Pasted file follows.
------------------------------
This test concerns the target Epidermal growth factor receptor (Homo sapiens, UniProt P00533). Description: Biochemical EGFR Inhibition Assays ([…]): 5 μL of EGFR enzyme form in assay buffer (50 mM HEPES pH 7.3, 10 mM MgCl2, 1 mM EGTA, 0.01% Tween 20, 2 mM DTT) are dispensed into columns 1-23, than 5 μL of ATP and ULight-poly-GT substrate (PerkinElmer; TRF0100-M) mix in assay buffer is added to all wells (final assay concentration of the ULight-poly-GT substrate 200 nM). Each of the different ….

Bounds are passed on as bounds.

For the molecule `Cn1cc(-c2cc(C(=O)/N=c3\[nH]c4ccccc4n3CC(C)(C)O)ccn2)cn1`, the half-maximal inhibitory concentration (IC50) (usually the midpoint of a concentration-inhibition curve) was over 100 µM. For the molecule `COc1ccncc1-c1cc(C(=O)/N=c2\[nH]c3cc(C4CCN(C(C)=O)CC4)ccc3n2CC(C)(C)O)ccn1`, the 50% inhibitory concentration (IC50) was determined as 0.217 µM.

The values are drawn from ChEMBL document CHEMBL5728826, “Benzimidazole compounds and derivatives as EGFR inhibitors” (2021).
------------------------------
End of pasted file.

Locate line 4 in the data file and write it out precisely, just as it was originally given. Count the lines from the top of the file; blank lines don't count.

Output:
The values are drawn from ChEMBL document CHEMBL5728826, “Benzimidazole compounds and derivatives as EGFR inhibitors” (2021).